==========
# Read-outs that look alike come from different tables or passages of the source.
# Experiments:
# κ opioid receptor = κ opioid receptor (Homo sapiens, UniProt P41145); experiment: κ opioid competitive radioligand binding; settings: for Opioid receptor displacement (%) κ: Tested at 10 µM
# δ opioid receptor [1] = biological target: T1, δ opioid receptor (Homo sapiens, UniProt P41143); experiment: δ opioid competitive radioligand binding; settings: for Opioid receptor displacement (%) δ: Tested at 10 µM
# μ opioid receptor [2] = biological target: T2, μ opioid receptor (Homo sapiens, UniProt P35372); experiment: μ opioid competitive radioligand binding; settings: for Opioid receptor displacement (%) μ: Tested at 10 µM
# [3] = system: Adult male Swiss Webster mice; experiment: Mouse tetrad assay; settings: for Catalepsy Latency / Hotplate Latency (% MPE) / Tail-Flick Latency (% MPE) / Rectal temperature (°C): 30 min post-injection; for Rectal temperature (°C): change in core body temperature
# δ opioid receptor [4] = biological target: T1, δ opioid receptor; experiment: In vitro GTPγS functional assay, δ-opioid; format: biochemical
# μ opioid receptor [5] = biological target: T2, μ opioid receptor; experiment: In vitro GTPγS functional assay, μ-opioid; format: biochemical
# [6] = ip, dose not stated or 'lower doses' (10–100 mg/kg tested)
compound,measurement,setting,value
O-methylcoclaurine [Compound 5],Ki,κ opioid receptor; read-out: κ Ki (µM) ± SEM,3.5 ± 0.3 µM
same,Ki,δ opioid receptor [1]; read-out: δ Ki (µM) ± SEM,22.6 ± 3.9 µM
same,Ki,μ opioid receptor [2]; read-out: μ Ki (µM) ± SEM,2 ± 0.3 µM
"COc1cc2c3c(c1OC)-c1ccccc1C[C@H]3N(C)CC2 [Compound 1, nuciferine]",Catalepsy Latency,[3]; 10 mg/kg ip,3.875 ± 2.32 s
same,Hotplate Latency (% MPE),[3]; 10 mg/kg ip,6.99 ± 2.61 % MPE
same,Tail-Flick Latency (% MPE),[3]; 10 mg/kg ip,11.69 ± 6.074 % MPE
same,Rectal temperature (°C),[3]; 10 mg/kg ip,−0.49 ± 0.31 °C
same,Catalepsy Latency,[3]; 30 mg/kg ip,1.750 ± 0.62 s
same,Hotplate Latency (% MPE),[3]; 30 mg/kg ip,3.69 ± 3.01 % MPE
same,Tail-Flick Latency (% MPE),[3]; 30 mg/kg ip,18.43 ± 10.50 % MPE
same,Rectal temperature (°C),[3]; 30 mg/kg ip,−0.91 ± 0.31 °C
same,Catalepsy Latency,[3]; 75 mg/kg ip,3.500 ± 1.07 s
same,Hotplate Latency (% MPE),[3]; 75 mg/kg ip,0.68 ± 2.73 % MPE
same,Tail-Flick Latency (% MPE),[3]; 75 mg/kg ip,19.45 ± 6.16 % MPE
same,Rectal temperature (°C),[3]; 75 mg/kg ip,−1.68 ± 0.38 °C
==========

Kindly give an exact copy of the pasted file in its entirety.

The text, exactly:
# Read-outs that look alike come from different tables or passages of the source.
# Experiments:
# κ opioid receptor = κ opioid receptor (Homo sapiens, UniProt P41145); experiment: κ opioid competitive radioligand binding; settings: for Opioid receptor displacement (%) κ: Tested at 10 µM
# δ opioid receptor [1] = biological target: T1, δ opioid receptor (Homo sapiens, UniProt P41143); experiment: δ opioid competitive radioligand binding; settings: for Opioid receptor displacement (%) δ: Tested at 10 µM
# μ opioid receptor [2] = biological target: T2, μ opioid receptor (Homo sapiens, UniProt P35372); experiment: μ opioid competitive radioligand binding; settings: for Opioid receptor displacement (%) μ: Tested at 10 µM
# [3] = system: Adult male Swiss Webster mice; experiment: Mouse tetrad assay; settings: for Catalepsy Latency / Hotplate Latency (% MPE) / Tail-Flick Latency (% MPE) / Rectal temperature (°C): 30 min post-injection; for Rectal temperature (°C): change in core body temperature
# δ opioid receptor [4] = biological target: T1, δ opioid receptor; experiment: In vitro GTPγS functional assay, δ-opioid; format: biochemical
# μ opioid receptor [5] = biological target: T2, μ opioid receptor; experiment: In vitro GTPγS functional assay, μ-opioid; format: biochemical
# [6] = ip, dose not stated or 'lower doses' (10–100 mg/kg tested)
compound,measurement,setting,value
O-methylcoclaurine [Compound 5],Ki,κ opioid receptor; read-out: κ Ki (µM) ± SEM,3.5 ± 0.3 µM
same,Ki,δ opioid receptor [1]; read-out: δ Ki (µM) ± SEM,22.6 ± 3.9 µM
same,Ki,μ opioid receptor [2]; read-out: μ Ki (µM) ± SEM,2 ± 0.3 µM
"COc1cc2c3c(c1OC)-c1ccccc1C[C@H]3N(C)CC2 [Compound 1, nuciferine]",Catalepsy Latency,[3]; 10 mg/kg ip,3.875 ± 2.32 s
same,Hotplate Latency (% MPE),[3]; 10 mg/kg ip,6.99 ± 2.61 % MPE
same,Tail-Flick Latency (% MPE),[3]; 10 mg/kg ip,11.69 ± 6.074 % MPE
same,Rectal temperature (°C),[3]; 10 mg/kg ip,−0.49 ± 0.31 °C
same,Catalepsy Latency,[3]; 30 mg/kg ip,1.750 ± 0.62 s
same,Hotplate Latency (% MPE),[3]; 30 mg/kg ip,3.69 ± 3.01 % MPE
same,Tail-Flick Latency (% MPE),[3]; 30 mg/kg ip,18.43 ± 10.50 % MPE
same,Rectal temperature (°C),[3]; 30 mg/kg ip,−0.91 ± 0.31 °C
same,Catalepsy Latency,[3]; 75 mg/kg ip,3.500 ± 1.07 s
same,Hotplate Latency (% MPE),[3]; 75 mg/kg ip,0.68 ± 2.73 % MPE
same,Tail-Flick Latency (% MPE),[3]; 75 mg/kg ip,19.45 ± 6.16 % MPE
same,Rectal temperature (°C),[3]; 75 mg/kg ip,−1.68 ± 0.38 °C